Edited by David Halle and Andrew A. Beveridge, New York and Los Angeles, The Uncertain Future, presents advanced comparative studies of the two cities by multiple leading experts. The following contributers will present on this new book published by Oxford University Press.
Susan Fainstein, Senior Research Fellow in Urban Planning, Harvard University.
Jeffrey Fagan, Isidor and Seville Sulbacher Professor of Law, Columbia University
William Kornblum, Professor of Sociology, Graduate Center, CUNY
Nancy Foner, Distinguished Professor of Sociology, Hunter College and the Graduate Center, CUNY
Brendan O’Flaherty, Professor of Economics, Columbia University
John Mollenkopf, Distinguished Professor of Political Science, Graduate Center, CUNY
Rick Bell, Executive Director, New York Chapter of the American Institute of Architects
Andrew Beveridge, Professor of Sociology, Queens College and Graduate Center, CUNY
David Halle, Professor of Sociology, University of California, Los Angeles
“An instructive exercise in where the nation is heading,” wrote New York Times reporter Sam Roberts of New York and Los Angeles: The Uncertain Future (Oxford University Press), the first in-depth comparative study of two regions where one in eight Americans currently lives.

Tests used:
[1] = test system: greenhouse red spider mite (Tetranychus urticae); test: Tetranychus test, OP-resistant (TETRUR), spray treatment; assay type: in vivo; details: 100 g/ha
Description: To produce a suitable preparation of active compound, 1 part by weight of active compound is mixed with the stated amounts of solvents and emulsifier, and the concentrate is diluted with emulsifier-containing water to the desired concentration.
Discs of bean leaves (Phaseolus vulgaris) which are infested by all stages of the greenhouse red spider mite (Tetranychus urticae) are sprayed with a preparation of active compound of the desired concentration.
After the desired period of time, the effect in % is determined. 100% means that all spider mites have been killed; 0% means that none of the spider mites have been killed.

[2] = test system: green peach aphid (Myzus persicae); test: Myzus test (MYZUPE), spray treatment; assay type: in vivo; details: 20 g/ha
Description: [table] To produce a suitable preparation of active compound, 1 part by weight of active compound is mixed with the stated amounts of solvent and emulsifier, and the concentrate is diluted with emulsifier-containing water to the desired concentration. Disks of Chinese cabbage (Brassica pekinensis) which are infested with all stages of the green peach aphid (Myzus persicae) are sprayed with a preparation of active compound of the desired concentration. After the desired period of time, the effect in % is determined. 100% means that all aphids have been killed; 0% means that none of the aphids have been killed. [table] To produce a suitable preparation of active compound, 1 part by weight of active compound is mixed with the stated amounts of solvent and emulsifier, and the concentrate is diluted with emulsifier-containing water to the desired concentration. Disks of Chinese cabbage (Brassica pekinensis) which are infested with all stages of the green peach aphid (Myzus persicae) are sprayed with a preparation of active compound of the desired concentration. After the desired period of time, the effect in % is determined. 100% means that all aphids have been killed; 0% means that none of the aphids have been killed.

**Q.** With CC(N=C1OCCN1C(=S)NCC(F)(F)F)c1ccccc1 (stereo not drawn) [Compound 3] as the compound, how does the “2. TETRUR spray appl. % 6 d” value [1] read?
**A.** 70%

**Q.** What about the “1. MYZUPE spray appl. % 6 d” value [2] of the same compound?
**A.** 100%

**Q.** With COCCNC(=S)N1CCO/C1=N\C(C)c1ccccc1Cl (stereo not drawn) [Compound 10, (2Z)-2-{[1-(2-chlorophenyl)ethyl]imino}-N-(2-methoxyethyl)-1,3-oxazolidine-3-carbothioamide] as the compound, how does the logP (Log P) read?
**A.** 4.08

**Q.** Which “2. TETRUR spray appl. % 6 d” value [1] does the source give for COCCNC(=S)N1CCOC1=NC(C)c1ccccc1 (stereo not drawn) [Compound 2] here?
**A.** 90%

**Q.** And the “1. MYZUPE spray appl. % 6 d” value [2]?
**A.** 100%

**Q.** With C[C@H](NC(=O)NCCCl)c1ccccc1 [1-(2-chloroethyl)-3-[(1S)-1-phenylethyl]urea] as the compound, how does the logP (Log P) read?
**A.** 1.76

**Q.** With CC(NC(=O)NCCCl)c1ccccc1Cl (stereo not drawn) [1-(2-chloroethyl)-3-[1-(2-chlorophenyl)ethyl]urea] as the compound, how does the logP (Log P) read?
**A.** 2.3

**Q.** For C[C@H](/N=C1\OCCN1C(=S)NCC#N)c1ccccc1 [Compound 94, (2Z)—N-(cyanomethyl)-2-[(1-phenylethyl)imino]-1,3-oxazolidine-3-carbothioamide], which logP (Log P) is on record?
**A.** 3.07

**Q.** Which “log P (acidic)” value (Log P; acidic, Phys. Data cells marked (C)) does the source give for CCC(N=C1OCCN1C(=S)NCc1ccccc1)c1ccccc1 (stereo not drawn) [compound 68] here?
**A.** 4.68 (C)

The chapters, written by leading experts and based upon the most current information available from the Census and other sources, discuss and explicitly compare politics, economic prospects and the financial crisis, and a host of social issues. Reform movements in education, ethnic politics, budget stringency, strategies to deal with crime, the development and political context of infrastructure, rising inequality, immigration and immigrant communities, the segregation of the poor and minorities and the new segregation of the economic elite, environmental impacts and attempts to deal with them, the image of both cities and regions in the movies, architectural trends, and the differential impact and response to the financial crisis, including foreclosure patterns, are all examined in this volume.
This comparative framework reveals that old paradigms such as urban "decline" or "resurgence" are inadequate for grasping the new challenges and complexities facing America's two major global cities. Each is responding in sometimes similar and different ways to the challenges brought on by two events that defined the last decade: the attack of 9/11 and its aftermath, and the continuing effects of the financial crisis. How all of these events, institutions, and trends play out in the New York and Los Angeles regions is important not only for the two cities, but also as a harbinger for other U.S. cities, the entire nation, and cities worldwide. New York and Los Angeles provides an essential guide for understanding the many forces that determine the future of our cities.
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